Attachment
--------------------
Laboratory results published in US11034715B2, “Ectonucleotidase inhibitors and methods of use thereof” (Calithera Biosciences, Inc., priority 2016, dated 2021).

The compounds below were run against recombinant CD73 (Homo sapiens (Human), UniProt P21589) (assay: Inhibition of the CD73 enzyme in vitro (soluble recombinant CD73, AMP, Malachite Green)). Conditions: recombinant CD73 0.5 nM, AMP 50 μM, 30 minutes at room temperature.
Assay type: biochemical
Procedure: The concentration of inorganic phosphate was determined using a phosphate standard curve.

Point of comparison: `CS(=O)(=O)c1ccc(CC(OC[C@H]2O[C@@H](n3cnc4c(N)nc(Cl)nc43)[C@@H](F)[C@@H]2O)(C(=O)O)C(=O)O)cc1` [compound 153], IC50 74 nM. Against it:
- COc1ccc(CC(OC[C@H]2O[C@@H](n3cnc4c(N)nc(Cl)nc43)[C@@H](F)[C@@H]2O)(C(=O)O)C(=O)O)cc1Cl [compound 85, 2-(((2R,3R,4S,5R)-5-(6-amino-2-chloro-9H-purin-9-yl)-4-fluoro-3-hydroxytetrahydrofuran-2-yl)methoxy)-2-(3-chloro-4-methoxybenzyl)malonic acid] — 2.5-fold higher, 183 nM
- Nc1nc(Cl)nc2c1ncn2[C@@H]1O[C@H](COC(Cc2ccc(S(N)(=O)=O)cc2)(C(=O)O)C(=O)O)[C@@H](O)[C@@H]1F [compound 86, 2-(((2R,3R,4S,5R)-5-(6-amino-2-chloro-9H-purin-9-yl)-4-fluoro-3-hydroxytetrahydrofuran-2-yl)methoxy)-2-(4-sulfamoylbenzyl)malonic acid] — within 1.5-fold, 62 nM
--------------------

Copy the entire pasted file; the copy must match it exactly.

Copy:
Laboratory results published in US11034715B2, “Ectonucleotidase inhibitors and methods of use thereof” (Calithera Biosciences, Inc., priority 2016, dated 2021).

The compounds below were run against recombinant CD73 (Homo sapiens (Human), UniProt P21589) (assay: Inhibition of the CD73 enzyme in vitro (soluble recombinant CD73, AMP, Malachite Green)). Conditions: recombinant CD73 0.5 nM, AMP 50 μM, 30 minutes at room temperature.
Assay type: biochemical
Procedure: The concentration of inorganic phosphate was determined using a phosphate standard curve.

Point of comparison: `CS(=O)(=O)c1ccc(CC(OC[C@H]2O[C@@H](n3cnc4c(N)nc(Cl)nc43)[C@@H](F)[C@@H]2O)(C(=O)O)C(=O)O)cc1` [compound 153], IC50 74 nM. Against it:
- COc1ccc(CC(OC[C@H]2O[C@@H](n3cnc4c(N)nc(Cl)nc43)[C@@H](F)[C@@H]2O)(C(=O)O)C(=O)O)cc1Cl [compound 85, 2-(((2R,3R,4S,5R)-5-(6-amino-2-chloro-9H-purin-9-yl)-4-fluoro-3-hydroxytetrahydrofuran-2-yl)methoxy)-2-(3-chloro-4-methoxybenzyl)malonic acid] — 2.5-fold higher, 183 nM
- Nc1nc(Cl)nc2c1ncn2[C@@H]1O[C@H](COC(Cc2ccc(S(N)(=O)=O)cc2)(C(=O)O)C(=O)O)[C@@H](O)[C@@H]1F [compound 86, 2-(((2R,3R,4S,5R)-5-(6-amino-2-chloro-9H-purin-9-yl)-4-fluoro-3-hydroxytetrahydrofuran-2-yl)methoxy)-2-(4-sulfamoylbenzyl)malonic acid] — within 1.5-fold, 62 nM